“Free Fallin!” is an old American country song sung by Tom Petty and the Heartbreakers. The rupee surely is now on a free “heartbreaking” fall. The last that I looked at the numbers, the dollar was worth around Rs 54.7, the lowest level ever for it has ever reached against the dollar. It is well on its way to touching Rs 55 against the dollar. Some analysts have even predicted that it will soon touch Rs 60 against the dollar.
So what is making the rupee fall? There are several interlinked reasons for the same. Let me offer a few here.
India ran a trade deficit of nearly $185billion in the financial year 2011-2012 (i.e. between April 1, 2011 and March 31,2012). Trade deficit refers to a situation where a country imports more than it exports. So in the last financial year India’s import of goods and services was $185billion more than its exports.
This trend has continued in the current financial year as well. The Indian imports for the month of April 2012 were at $37.9billion, almost 55% more than its exports at $24.5bilion.
Imports have to be paid for in dollars because that is the international currency that everybody accepts. They cannot be paid for in rupees. Now when payments have to be made in dollars, the importers sell rupees and buy dollars. When this happens the foreign exchange market suddenly has an excess supply of rupees and a short fall of dollars. This leads to rupee losing value against the dollar. This is the basic reason why rupee has been losing value against the dollar because we have been importing much more than we have been exporting. In case our exports matched our imports, then exporters who brought in dollars would be converting them into rupees, and thus there would be a balance in the market. Importers would be buying dollars and selling rupees. And exporters would be selling dollars and buying rupees. But that isn’t happening in a balanced way.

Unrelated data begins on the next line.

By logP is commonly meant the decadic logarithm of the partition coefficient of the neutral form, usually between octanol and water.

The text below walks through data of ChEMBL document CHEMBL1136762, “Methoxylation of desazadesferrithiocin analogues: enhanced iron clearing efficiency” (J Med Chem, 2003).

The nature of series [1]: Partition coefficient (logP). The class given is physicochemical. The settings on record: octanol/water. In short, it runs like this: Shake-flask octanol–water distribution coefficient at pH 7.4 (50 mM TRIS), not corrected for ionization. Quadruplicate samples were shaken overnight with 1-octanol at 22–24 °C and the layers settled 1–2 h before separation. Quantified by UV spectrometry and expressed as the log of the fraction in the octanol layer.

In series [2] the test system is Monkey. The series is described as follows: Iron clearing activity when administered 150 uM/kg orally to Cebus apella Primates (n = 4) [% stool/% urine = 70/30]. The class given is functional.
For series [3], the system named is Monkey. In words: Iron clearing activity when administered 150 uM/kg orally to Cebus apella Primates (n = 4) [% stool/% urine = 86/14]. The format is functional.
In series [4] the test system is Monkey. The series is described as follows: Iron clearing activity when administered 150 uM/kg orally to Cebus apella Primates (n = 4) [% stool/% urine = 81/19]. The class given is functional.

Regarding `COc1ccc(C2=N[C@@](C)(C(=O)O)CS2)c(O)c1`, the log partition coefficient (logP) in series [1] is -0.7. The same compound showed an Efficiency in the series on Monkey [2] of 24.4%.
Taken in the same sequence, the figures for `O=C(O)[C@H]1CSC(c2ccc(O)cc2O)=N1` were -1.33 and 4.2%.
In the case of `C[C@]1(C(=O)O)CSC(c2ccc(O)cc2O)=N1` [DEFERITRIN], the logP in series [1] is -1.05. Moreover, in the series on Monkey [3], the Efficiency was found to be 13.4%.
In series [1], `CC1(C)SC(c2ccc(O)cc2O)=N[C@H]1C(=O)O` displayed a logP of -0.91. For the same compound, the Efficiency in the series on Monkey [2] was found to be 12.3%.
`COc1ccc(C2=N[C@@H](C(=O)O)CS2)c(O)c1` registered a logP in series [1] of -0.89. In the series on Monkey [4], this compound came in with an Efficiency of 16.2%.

The RBI intervention
The Reserve Bank of India (RBI) tries to stem the fall of the rupee at times. It does this by selling dollars and buying rupees to ensure that there is an adequate supply of dollars in the market and at the same time any excess supply of rupees is sucked out. This is done in order to ensure that the rupee either maintains or gains value against the dollar. But the RBI cannot do this indefinitely for the simple reason that it has a limited amount of dollars. The RBI can print rupees and create them out of thin air, but it cannot do the same with the dollar.
But that still doesn’t answer the basic question of why does India import more than it exports.
Why does India run a trade deficit?
India runs a trade deficit on two accounts. One is that it has to import oil to meet a major portion of its domestic needs. And the second is the fact that Indians have a huge fascination for gold. Last year India imported around 1000 tonnes of gold. So we do not produce enough of the oil that we use and the gold that we buy. This in turn means that we have to import this from abroad. Both oil and gold are internationally sold in dollars. The price of both oil and gold has been going up for a while (though very recently it has been falling). This means more and more dollars have to be paid for importing them. This, as explained above, leads to a glut of rupees and an increased demand for the dollars, thus pushing down the value of the rupee against the dollar.